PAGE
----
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Nicotine Patches & Working Out

author image Dana Severson
Based in Minneapolis, Minn., Dana Severson has been writing marketing materials for small-to-mid-sized businesses since 2005. Prior to this, Severson worked as a manager of business development for a marketing company, developing targeted marketing campaigns for Big G, Betty Crocker and Pillsbury, among others.

The nicotine patch is a form of nicotine replacement therapy. It works by releasing a steady amount of nicotine into the body to help minimize the symptoms of withdrawal. You need only adhere the transdermal patch to the skin to feel its effects. But if you take time to read the pamphlet, you may have noticed the recommendation of removing the patch at least two hours prior to strenuous exercise, leading some people to wonder if it's either the activity itself or the likely perspiration that's behind the reason for removal.


Nicotine causes both physical and mood-altering effects in the body by increasing the release of dopamine and other neurotransmitters in the brain. Each time you smoke, your body experiences a temporary pleasure. The nicotine patch has the same basic effect on the body, maintaining the release of neurotransmitters so you don't experience symptoms of withdrawal when you quit smoking.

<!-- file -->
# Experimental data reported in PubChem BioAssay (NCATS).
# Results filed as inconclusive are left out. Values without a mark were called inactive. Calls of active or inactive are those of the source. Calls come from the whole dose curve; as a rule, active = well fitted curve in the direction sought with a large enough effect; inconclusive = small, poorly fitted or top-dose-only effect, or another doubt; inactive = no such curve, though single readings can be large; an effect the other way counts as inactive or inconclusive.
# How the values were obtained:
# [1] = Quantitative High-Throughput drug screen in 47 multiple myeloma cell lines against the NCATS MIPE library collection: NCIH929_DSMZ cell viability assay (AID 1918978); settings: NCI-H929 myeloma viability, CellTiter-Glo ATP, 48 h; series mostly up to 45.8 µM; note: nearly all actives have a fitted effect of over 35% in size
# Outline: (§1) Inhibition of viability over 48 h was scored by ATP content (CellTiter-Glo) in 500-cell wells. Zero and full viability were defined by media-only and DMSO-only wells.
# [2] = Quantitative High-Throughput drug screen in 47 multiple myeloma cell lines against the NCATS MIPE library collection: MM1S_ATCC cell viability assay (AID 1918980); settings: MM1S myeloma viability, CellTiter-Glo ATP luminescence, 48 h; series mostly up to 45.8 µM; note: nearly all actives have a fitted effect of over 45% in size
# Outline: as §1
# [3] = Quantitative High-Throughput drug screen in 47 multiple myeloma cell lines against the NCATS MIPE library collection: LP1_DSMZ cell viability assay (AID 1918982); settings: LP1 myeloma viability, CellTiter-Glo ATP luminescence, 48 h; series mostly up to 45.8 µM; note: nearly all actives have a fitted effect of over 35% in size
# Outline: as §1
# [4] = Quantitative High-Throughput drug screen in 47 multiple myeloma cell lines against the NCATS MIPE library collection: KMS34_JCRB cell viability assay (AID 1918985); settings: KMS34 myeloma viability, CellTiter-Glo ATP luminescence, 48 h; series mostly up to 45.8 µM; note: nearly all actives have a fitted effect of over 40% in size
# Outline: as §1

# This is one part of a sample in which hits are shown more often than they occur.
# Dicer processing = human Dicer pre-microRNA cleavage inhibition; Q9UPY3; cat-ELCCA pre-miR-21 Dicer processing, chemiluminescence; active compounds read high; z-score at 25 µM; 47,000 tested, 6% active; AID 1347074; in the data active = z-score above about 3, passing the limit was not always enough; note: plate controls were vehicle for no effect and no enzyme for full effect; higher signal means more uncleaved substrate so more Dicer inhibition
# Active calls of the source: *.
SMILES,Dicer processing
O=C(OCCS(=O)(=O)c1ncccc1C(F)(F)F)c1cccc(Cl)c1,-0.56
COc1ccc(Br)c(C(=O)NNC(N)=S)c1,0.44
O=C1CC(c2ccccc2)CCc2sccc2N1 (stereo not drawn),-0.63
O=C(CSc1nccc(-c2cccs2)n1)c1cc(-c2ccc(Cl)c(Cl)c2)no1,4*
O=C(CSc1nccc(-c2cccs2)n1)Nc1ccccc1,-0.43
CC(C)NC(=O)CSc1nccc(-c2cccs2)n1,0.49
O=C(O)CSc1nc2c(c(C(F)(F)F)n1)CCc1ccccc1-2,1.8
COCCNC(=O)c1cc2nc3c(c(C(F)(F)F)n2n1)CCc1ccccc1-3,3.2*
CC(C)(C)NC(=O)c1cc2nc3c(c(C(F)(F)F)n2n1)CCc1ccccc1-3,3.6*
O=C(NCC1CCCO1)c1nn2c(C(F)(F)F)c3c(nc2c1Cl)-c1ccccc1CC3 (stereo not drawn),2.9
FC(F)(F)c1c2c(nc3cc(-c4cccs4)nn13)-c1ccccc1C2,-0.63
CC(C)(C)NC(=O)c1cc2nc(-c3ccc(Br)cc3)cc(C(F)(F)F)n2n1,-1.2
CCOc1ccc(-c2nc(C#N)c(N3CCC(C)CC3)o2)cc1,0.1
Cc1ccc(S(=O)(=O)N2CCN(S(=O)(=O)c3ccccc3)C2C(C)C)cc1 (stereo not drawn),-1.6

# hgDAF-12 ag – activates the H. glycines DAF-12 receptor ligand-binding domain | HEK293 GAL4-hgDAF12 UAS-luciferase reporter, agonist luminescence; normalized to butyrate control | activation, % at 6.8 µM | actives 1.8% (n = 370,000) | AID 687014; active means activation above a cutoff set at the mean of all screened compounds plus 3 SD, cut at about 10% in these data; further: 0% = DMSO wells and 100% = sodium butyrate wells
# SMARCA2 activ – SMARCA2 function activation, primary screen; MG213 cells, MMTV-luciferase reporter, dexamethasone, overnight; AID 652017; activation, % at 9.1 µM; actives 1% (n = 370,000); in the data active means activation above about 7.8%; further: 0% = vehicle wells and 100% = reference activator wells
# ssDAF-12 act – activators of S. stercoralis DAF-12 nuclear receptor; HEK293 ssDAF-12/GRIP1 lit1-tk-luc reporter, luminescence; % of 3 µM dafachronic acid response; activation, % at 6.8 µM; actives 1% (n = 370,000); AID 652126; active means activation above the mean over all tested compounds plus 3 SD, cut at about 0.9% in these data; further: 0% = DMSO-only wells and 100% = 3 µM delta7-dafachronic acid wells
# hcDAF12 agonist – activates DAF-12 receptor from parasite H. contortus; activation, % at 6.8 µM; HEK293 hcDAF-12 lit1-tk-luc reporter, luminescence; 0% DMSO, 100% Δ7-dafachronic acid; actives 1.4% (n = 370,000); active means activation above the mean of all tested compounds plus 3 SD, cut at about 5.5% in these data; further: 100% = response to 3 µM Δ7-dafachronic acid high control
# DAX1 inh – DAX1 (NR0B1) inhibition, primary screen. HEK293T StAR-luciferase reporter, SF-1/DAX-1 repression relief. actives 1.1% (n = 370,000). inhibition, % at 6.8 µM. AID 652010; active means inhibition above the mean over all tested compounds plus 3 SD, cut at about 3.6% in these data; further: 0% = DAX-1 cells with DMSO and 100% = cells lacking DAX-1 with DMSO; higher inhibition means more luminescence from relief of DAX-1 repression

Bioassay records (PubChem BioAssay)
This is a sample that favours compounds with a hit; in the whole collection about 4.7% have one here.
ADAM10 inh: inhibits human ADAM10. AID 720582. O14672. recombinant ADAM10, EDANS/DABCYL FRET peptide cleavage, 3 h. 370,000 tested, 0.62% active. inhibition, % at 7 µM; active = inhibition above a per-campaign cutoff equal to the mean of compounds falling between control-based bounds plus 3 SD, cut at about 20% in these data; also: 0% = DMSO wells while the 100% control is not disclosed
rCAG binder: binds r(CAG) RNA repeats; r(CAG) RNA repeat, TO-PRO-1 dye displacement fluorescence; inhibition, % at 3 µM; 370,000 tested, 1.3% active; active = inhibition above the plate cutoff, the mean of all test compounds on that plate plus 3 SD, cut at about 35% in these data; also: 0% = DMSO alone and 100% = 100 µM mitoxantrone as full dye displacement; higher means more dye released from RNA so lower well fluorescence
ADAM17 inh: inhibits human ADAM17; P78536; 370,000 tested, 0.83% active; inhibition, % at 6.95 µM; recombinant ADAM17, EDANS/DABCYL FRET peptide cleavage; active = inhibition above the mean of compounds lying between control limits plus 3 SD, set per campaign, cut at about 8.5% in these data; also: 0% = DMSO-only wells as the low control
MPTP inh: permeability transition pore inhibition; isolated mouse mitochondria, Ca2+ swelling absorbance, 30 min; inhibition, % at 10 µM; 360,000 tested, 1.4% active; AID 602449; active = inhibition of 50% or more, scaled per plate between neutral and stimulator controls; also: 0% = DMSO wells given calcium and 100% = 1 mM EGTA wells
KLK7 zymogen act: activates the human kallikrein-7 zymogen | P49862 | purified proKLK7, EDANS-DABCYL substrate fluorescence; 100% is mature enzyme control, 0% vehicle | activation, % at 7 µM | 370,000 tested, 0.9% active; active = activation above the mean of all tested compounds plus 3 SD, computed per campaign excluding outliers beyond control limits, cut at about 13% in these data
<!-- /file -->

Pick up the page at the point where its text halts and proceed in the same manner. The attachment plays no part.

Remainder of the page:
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Since the patch releases a steady amount of nicotine into the body, exercising with the aid still on your skin can increase the concentration of nicotine in the bloodstream. A 1995 study reported by the British Journal of Clinical Pharmacology explains that regional blood flow regulates the amount of nicotine released by the transdermal patch. Exercising increases heart rate and thereby increases blood flow, which would have a direct impact on the amount of nicotine released into the body. The study's authors at the Oslo University Hospital Ulleval determined that even just 20 minutes of exercise can increase plasma concentration levels.


Though nicotine influences the release of neurotransmitters associated with pleasure, too much of this drug can lead to undesirable side effects. Like other mood-altering substances, high doses of nicotine are known to causes nausea, vomiting, diarrhea and stomach pains. It may also result in headaches, dizziness, confusion, cold sweats and changes in vision or hearing. In more severe cases, it may even cause heart palpitations, chest pain, seizures and death.


As the instructions recommend, it's best to remove the nicotine patch prior to exercise, especially when involved in strenuous activities such as running, biking, swimming and playing most competitive sports. Talk to your doctor to determine which activities may significantly impact the amount of nicotine released into the bloodstream.


If you do take part in regular exercise, try coordinating the replacement of the patch with your daily workout. If you exercise in the afternoons, apply the first patch after your workout and wear the aid until your next workout. It's often difficult to reapply the patch once it's been removed. However, some people have reported vivid dreams and other sleep disturbances when wearing the patch at night, warns MayoClinic.com.

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